When love for a woman is stronger than faith in God

Spanish bishop leaves church to marry erotic novelist

Only 11 years ago, Javier Novel became known as the youngest bishop in his native Spain. He was then 41 years old and headed the Diocese of Solsona in the northeastern part of Catalonia, where he was ordained a priest in 1997. Javier is doomed to church service after receiving a bachelor’s degree from the Pontifical Gregorian University in Rome, enlightening many prominent members of the Roman Catholic clergy and receiving a doctorate in 2004. The young bishop has high hopes. as he seems entirely devoted to his service to God.

So when it was recently reported that Javier Novel, 52, had been fired from his church job because he was married, many people were confused. Moreover, he has sworn allegiance to the author of erotic novels Sylvia Cabayol. The 38-year-old writer is known in Spain for discussing a variety of topics in her books, such as madness, sadism, seduction, the struggle between good and evil, and between God and Satan. Some of them are not recommended for people under 18 years of age. Sylvia, a divorced mother of two, has a degree in psychology. She is said to have married the bishop on November 22. And although this happened at a civil ceremony, it was decided to deprive him of the right to serve God, as the Catholic Church forbids its priests to enter into marriages.

“From the moment Bishop Novel entered into a civil marriage, he was forbidden to perform any acts inherent in his episcopal office. He is forbidden to preach – both public and private “, explains the diocesan administrator of Solson, Bishop Roma Casanova. He added that all these actions stem from the code of canon law, and although Javier Novel does not automatically lose his episcopal rank, he is no longer entitled to any of the powers deriving from it.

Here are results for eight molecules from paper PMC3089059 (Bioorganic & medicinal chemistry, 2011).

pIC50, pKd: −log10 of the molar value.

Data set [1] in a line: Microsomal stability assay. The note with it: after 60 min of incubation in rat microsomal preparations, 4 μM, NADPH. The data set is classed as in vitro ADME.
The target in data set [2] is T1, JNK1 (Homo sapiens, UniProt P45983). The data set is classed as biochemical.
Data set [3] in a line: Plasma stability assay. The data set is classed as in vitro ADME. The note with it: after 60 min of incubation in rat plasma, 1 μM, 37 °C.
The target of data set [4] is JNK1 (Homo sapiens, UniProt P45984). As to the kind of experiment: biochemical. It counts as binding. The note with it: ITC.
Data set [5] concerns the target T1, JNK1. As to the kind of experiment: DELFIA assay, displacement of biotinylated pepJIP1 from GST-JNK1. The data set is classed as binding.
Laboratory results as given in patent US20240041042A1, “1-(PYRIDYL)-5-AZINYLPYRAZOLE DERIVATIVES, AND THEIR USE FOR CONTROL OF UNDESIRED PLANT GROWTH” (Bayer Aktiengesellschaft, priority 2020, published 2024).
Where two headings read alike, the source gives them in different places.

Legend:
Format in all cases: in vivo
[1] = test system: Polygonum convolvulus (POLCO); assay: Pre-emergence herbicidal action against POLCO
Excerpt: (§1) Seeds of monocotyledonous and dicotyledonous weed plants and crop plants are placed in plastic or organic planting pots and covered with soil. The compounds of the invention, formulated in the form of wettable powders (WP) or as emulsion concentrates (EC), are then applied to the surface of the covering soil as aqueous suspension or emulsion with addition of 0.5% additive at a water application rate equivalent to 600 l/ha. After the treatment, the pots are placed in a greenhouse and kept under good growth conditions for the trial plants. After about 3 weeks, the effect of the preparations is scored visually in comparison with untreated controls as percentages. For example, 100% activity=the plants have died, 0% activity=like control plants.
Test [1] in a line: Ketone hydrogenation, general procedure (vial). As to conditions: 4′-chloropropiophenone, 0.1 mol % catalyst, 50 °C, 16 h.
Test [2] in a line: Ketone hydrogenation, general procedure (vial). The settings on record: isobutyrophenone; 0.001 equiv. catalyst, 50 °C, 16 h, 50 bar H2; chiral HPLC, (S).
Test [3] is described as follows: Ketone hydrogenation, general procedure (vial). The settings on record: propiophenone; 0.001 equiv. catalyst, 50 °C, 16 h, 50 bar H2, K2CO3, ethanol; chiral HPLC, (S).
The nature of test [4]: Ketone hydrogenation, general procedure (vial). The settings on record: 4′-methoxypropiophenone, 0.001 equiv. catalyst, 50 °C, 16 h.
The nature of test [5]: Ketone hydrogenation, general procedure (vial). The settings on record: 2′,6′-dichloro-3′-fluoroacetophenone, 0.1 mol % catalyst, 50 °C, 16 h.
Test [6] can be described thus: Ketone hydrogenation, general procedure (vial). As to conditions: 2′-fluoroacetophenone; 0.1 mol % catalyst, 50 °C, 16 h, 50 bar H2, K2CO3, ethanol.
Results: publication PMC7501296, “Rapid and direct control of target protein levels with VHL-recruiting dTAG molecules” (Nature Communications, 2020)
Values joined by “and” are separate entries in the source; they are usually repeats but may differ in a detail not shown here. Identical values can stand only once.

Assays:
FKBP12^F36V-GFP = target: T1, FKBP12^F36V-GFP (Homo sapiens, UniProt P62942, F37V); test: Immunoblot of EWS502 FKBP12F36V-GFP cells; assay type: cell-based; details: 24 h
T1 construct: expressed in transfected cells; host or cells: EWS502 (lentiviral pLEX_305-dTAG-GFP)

It seems that he was fully aware of what awaited him if love followed, because on August 23 he resigned for personal reasons. His diocese then explained succinctly that the decision was taken freely and in accordance with the canon, which requires bishops to resign when they become less able to perform their ministry due to ill health or other serious reasons. A few days later, however, Spanish media revealed that Novel had moved to Manresa to live with Sylvia Cabayol.

His decision quickly became world news, as it again raised the question of whether centuries-old celibacy, which requires clergy to abstain from sexual abstinence and celibacy, should be abolished. Some of his critics say he is to blame for some of the problems the Roman Catholic Church has faced in recent years, including allegations of child sexual abuse. In many parts of the world, there is a crisis for clergy due to the obligation of celibacy. In 2019, the church in the Amazon formally asked the Vatican to allow older married men to become priests to meet the religious needs of local people, 85% of whom are unable to attend regular weekly church services because there are no who to lead them. And although her request was supported by many bishops in this part of the world, the conservative wing of the Catholic Church prevailed in the decision, fearing it could lead to a global abolition of celibacy.

Pope Francis himself has also said he believes in celibacy, but has acknowledged that the issue is ambiguous. Proponents of its abolition argue that this bold step is imperative in the 21st century, when people have much more information and choice. They often cite the fact that the Bible does not mention celibacy anywhere, so the marriage vow should not in any way negatively affect the faith in God, but strengthen it within the sacred union recognized by the church.